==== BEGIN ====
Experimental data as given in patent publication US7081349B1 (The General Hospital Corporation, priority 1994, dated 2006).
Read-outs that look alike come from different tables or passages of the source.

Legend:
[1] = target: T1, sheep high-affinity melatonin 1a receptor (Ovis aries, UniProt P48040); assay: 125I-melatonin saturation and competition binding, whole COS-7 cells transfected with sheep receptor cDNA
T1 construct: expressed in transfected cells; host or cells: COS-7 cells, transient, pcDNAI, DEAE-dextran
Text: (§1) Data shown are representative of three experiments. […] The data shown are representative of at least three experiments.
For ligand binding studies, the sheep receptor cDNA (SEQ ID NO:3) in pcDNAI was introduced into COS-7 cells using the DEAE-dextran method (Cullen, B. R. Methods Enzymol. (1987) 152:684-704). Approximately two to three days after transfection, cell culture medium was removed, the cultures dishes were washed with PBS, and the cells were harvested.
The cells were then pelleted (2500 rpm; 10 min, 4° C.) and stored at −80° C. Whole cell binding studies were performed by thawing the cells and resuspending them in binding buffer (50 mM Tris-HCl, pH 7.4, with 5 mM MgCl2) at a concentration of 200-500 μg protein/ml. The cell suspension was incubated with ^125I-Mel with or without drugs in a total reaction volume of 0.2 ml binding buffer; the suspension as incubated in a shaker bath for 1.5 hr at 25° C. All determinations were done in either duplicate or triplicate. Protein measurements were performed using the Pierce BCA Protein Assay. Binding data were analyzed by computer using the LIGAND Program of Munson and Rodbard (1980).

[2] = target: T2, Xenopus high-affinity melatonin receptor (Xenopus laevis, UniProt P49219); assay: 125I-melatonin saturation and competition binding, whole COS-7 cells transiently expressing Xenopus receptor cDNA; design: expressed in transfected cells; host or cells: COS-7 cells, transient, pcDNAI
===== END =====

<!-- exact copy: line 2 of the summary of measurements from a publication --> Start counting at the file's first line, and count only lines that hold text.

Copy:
Read-outs that look alike come from different tables or passages of the source.